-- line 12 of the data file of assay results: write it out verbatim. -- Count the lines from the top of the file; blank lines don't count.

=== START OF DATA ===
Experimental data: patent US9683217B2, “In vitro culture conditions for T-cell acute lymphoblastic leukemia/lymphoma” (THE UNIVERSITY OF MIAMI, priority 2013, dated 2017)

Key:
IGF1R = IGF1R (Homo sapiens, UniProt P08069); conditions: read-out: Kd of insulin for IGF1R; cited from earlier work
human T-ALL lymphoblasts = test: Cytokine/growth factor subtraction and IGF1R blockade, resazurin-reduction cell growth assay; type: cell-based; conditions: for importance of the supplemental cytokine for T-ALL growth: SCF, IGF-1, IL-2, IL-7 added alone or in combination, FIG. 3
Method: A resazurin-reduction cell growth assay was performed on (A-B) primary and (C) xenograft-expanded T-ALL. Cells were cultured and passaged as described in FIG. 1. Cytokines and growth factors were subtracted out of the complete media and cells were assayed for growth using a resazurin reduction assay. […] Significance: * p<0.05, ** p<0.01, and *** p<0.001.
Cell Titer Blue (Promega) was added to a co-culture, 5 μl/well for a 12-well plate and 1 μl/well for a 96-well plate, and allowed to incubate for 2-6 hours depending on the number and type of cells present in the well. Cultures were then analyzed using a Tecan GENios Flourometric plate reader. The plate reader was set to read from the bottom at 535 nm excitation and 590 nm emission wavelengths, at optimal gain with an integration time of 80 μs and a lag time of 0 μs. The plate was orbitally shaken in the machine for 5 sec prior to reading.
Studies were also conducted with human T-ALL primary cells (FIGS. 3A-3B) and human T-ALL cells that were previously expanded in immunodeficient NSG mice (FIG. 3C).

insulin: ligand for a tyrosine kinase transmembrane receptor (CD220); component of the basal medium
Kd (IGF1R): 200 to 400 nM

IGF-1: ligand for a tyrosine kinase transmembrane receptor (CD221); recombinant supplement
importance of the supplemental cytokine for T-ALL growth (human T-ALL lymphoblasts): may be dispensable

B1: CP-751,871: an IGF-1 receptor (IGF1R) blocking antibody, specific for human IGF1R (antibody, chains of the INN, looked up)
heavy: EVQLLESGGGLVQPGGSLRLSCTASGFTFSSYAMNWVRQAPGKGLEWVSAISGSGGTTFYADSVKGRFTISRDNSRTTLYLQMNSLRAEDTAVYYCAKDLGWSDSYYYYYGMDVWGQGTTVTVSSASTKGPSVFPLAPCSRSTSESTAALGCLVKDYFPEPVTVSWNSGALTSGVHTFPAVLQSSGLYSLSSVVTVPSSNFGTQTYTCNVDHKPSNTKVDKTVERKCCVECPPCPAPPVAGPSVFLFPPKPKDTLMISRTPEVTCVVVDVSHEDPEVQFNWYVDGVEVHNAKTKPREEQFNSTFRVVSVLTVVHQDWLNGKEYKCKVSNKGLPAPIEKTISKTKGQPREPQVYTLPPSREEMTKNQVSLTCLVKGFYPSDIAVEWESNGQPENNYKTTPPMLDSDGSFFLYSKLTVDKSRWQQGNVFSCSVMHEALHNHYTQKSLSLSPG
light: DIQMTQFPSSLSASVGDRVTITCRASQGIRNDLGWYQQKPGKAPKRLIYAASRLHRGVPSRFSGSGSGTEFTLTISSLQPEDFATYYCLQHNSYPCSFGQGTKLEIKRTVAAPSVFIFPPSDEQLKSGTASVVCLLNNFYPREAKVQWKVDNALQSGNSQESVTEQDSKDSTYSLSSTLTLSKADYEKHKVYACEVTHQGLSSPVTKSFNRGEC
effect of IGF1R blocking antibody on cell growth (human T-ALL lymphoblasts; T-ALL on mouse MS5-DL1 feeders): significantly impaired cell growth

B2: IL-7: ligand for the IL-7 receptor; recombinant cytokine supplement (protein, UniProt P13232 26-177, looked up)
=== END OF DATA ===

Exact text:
B1: CP-751,871: an IGF-1 receptor (IGF1R) blocking antibody, specific for human IGF1R (antibody, chains of the INN, looked up)